Keywords
    Escitalopram, Serum concentration, SSRI, Therapeutic drug monitoring
    National Category
    Medical and Health Sciences
    Identifiers
    urn:nbn:se:liu:diva-41188 (URN)10.1097/FTD.0b013e31815b3f62 (DOI)55316 (Local ID)55316 (Archive number)55316 (OAI)
    Available from: 2009-10-10 Created: 2009-10-10 Last updated: 2017-12-13Bibliographically approved
    2. Therapeutic Drug Monitoring of Ziprasidone in a Clinical Treatment Setting
    Open this publication in new window or tab >>Therapeutic Drug Monitoring of Ziprasidone in a Clinical Treatment Setting
    Show others...
    2008 (English)In: Therapeutic Drug Monitoring, ISSN 0163-4356, E-ISSN 1536-3694, Vol. 30, no 6, p. 682-688Article in journal (Refereed) Published
    Abstract [en]

    There is limited information on the pharmacokinetics of ziprasidone (ZIP) in naturalistic clinical settings. The objective of this study was to investigate the concentrations of ZIP and its active metabolite S-methyl-dihydroziprasidone (SMDZ), and the dose-normalized concentrations, using routine therapeutic drug monitoring (TDM) data. A high-performance liquid chromatographic method for determining serum concentrations of these substances for routine clinical use was established at the TDM Laboratory in Linkoping, Sweden. This analytical service was available to all physicians in Sweden. Between January 2001 and December 2004, 545 analyses, representing samples from 370 patients, were performed. The median daily ZIP dose was 120 mg (range 20-320 mg). In all, 121 steady-state trough specimens with essential clinical information were included in the pharmacokinetic evaluation. The median (25th to 75th percentile) serum concentration of ZIP was 125 nmol/L (82-188 nmol/L). The SMDZ:ZIP ratio decreased with increasing serum concentration of ZIP. The median (25th to 75th percentile) dose-normalized concentrations (nmol L-1 mg(-1) d(-1)) for ZIP and SMDZ were 1.13 (0.74-1.77) and 0.62 (0.45-0.86), respectively, with SMDZ:ZIP ratio of 0.57 (0.42-0.79). The overall coefficients of variation for close-normalized scruin concentrations of ZIP, SMDZ, and SMDZ:ZIP ratio were 62%, 56%, and 57%, respectively (n = 121). Smoking women had lower normalized ZIP concentrations than nonsmoking women. Twenty-eight patients with repeated eligible TDM analyses were studied for intraindividual variance over time. In summary, great interindividual and intraindividual differences in ZIP concentrations were observed. TDM of ZIP maybe used for individual dose adjustments and monitoring medication adherence.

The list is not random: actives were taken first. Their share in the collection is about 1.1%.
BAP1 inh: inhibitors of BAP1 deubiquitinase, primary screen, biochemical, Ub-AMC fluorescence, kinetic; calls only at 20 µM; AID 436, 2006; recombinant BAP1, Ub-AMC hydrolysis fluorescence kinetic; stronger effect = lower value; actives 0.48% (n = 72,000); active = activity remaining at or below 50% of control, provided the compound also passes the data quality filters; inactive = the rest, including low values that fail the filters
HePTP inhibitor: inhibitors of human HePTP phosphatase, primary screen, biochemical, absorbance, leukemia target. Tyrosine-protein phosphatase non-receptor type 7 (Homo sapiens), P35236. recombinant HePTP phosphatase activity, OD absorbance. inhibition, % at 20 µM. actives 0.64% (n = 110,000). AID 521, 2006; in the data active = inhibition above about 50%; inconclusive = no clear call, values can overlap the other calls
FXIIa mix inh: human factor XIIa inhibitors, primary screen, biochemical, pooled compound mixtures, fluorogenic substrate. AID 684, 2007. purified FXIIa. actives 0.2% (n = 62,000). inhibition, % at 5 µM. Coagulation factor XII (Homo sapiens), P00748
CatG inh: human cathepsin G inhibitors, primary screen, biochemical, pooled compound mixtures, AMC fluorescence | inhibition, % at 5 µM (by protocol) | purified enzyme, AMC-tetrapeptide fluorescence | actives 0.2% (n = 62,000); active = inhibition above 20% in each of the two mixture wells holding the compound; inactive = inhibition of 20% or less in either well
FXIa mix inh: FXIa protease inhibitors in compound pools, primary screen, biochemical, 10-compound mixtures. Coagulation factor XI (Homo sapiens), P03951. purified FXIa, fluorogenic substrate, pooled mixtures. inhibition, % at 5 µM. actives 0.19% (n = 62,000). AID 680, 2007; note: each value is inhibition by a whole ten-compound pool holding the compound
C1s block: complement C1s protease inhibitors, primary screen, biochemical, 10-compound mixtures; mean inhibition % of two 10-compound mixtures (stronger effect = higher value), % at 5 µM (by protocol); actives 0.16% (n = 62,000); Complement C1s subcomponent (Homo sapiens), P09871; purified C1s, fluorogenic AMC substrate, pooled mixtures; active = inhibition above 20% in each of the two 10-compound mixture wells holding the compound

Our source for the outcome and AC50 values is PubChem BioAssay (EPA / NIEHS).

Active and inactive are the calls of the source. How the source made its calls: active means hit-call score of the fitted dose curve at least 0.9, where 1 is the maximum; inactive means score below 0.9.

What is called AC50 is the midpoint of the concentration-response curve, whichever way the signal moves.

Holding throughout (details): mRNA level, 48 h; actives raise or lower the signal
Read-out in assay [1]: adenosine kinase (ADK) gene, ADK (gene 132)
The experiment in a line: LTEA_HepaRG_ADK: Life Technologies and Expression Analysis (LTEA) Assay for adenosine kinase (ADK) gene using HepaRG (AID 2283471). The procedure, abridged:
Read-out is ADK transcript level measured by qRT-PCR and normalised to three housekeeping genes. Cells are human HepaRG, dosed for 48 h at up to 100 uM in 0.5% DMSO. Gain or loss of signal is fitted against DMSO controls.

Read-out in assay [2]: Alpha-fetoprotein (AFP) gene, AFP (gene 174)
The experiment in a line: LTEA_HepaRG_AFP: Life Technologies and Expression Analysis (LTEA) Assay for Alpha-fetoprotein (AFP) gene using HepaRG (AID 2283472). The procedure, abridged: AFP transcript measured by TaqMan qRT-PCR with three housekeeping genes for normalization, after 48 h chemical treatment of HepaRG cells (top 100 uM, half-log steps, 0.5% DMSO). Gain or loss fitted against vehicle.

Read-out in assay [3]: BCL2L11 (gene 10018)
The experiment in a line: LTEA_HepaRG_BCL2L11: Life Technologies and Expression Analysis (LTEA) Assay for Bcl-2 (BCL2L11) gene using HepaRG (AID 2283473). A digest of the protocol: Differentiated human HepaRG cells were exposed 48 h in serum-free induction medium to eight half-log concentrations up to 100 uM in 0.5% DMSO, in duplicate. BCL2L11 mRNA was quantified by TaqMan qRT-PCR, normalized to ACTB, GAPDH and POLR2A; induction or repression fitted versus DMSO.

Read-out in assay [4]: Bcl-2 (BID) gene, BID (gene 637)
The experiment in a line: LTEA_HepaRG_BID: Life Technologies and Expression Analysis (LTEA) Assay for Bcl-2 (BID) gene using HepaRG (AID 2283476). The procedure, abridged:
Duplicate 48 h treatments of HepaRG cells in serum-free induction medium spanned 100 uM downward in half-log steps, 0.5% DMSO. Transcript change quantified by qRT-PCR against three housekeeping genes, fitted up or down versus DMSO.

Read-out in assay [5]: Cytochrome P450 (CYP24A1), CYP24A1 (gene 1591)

Keywords
    Antipsychotic agents, ziprasidone, therapeutic drug monitoring, serum concentration, naturalistic setting
    National Category
    Medical and Health Sciences
    Identifiers
    urn:nbn:se:liu:diva-16195 (URN)10.1097/FTD.0b013e31818ac8ba (DOI)
    Available from: 2009-01-09 Created: 2009-01-09 Last updated: 2017-12-14Bibliographically approved
    3. Assessment of the prescription of antidepressant drugs in elderly nursing home patients
    Open this publication in new window or tab >>Assessment of the prescription of antidepressant drugs in elderly nursing home patients
    Show others...
    2008 (English)In: Journal of Clinical Psychopharmacology, ISSN 0271-0749, E-ISSN 1533-712X, Vol. 28, no 4, p. 424-431Article in journal (Refereed) Published
    Abstract [en]

    The aim of the study was to investigate the use of antidepressant drugs among elderly people in nursing homes. Elderly residents who where found to have been prescribed at least one antidepressant drug according to the specific medication dispensing system were identified in 8 nursing homes in the county of Östergötland, Sweden. Data were collected from the medical record forms at the nursing home. Blood samples were drawn for the assessment of drug concentration, blood chemistry parameters and cytochrome P450 expression. At least one antidepressant drug was prescribed to 38% of elderly people in the nursing home studied. A total of 71 patients were evaluated, 80% women and 20% men. The median age was 84 years (range, 71-100 years). Indications for antidepressant drug treatment were found on 96% of medical record forms (depression, 60%); however, information relating to when treatment was initiated could not be found on 34% of medical record forms and a clear time schedule for how long this drug treatment was planned to continue could not be found either. A possible adverse effect of antidepressant drug treatment was retrieved in at least 77% of patients. Polypharmacotherapy was common; median number of drugs per patient was 11. Concentrations of drugs were higher than expected in 73%. Most patients were medicated with citalopram (n = 44). A clear interindividual variability of concentrations at each dose level was found for citalopram and for the metabolites desmethylcitalopram and didesmethylcitalopram. A significant correlation was found between the estimation of creatinine clearance and concentration-dose ratio of citalopram. Poor metabolizers, who had been prescribed an antidepressant drug that are substrate for the cytochrome P450 isoenzyme examined, have higher concentrations of prescribed antidepressant drug than do non-poor metabolizers in relation to dose. An increase in quality contribution to follow-up at antidepressant medications is needed. A more frequent clinical use of therapeutic drug monitoring and pharmacogenetic tests in addition to therapeutic drug monitoring may be one important tool in this process.